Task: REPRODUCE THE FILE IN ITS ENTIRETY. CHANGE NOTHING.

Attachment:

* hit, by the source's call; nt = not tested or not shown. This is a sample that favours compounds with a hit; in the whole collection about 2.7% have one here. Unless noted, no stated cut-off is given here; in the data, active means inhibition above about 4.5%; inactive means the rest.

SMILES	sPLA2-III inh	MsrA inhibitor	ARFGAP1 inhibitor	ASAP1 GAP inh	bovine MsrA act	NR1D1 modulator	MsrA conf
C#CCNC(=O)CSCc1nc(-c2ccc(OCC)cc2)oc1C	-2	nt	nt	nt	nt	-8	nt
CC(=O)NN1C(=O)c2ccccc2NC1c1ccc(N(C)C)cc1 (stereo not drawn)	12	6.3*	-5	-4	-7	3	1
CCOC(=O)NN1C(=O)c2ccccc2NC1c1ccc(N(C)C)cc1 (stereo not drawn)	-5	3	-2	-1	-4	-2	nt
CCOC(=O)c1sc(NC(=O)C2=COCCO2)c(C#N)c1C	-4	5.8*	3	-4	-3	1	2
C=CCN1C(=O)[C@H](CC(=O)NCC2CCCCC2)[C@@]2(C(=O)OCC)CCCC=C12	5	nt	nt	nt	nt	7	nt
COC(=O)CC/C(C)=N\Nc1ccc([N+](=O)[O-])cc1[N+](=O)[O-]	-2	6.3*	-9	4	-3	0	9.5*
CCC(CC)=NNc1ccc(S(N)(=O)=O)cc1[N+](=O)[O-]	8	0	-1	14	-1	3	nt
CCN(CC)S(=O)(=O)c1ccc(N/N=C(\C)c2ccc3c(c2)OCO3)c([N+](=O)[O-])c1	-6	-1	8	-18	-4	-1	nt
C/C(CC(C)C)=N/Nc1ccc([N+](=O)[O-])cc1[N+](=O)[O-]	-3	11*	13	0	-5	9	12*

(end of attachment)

* hit, by the source's call; nt = not tested or not shown. This is a sample that favours compounds with a hit; in the whole collection about 2.7% have one here. Unless noted, no stated cut-off is given here; in the data, active means inhibition above about 4.5%; inactive means the rest.

SMILES	sPLA2-III inh	MsrA inhibitor	ARFGAP1 inhibitor	ASAP1 GAP inh	bovine MsrA act	NR1D1 modulator	MsrA conf
C#CCNC(=O)CSCc1nc(-c2ccc(OCC)cc2)oc1C	-2	nt	nt	nt	nt	-8	nt
CC(=O)NN1C(=O)c2ccccc2NC1c1ccc(N(C)C)cc1 (stereo not drawn)	12	6.3*	-5	-4	-7	3	1
CCOC(=O)NN1C(=O)c2ccccc2NC1c1ccc(N(C)C)cc1 (stereo not drawn)	-5	3	-2	-1	-4	-2	nt
CCOC(=O)c1sc(NC(=O)C2=COCCO2)c(C#N)c1C	-4	5.8*	3	-4	-3	1	2
C=CCN1C(=O)[C@H](CC(=O)NCC2CCCCC2)[C@@]2(C(=O)OCC)CCCC=C12	5	nt	nt	nt	nt	7	nt
COC(=O)CC/C(C)=N\Nc1ccc([N+](=O)[O-])cc1[N+](=O)[O-]	-2	6.3*	-9	4	-3	0	9.5*
CCC(CC)=NNc1ccc(S(N)(=O)=O)cc1[N+](=O)[O-]	8	0	-1	14	-1	3	nt
CCN(CC)S(=O)(=O)c1ccc(N/N=C(\C)c2ccc3c(c2)OCO3)c([N+](=O)[O-])c1	-6	-1	8	-18	-4	-1	nt
C/C(CC(C)C)=N/Nc1ccc([N+](=O)[O-])cc1[N+](=O)[O-]	-3	11*	13	0	-5	9	12*